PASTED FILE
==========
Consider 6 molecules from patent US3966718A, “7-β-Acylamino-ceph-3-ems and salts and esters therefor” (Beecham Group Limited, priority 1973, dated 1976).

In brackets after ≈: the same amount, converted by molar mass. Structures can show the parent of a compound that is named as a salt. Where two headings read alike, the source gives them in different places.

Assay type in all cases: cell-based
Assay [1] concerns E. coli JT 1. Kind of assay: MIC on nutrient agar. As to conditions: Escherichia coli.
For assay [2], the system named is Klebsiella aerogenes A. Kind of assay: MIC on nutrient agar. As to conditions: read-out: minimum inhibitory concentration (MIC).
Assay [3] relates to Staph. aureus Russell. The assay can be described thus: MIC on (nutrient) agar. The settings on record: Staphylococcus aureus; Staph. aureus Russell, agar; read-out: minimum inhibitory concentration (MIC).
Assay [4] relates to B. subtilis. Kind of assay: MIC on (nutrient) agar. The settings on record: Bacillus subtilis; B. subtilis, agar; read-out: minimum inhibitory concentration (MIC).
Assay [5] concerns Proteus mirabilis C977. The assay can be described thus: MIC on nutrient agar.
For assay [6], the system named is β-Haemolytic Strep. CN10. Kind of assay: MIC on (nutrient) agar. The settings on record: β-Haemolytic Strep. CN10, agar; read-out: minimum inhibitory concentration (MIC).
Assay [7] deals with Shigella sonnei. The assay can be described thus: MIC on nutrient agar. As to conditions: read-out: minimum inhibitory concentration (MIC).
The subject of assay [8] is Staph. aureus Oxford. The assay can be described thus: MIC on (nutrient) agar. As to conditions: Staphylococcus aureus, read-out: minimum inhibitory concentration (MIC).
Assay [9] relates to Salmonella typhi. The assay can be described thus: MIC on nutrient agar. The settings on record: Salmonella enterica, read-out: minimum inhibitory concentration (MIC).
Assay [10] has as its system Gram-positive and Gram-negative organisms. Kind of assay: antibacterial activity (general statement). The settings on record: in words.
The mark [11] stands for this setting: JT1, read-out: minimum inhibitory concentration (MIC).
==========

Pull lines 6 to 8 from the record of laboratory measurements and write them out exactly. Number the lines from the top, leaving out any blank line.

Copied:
Assay [3] relates to Staph. aureus Russell. The assay can be described thus: MIC on (nutrient) agar. The settings on record: Staphylococcus aureus; Staph. aureus Russell, agar; read-out: minimum inhibitory concentration (MIC).
Assay [4] relates to B. subtilis. Kind of assay: MIC on (nutrient) agar. The settings on record: Bacillus subtilis; B. subtilis, agar; read-out: minimum inhibitory concentration (MIC).
Assay [5] concerns Proteus mirabilis C977. The assay can be described thus: MIC on nutrient agar.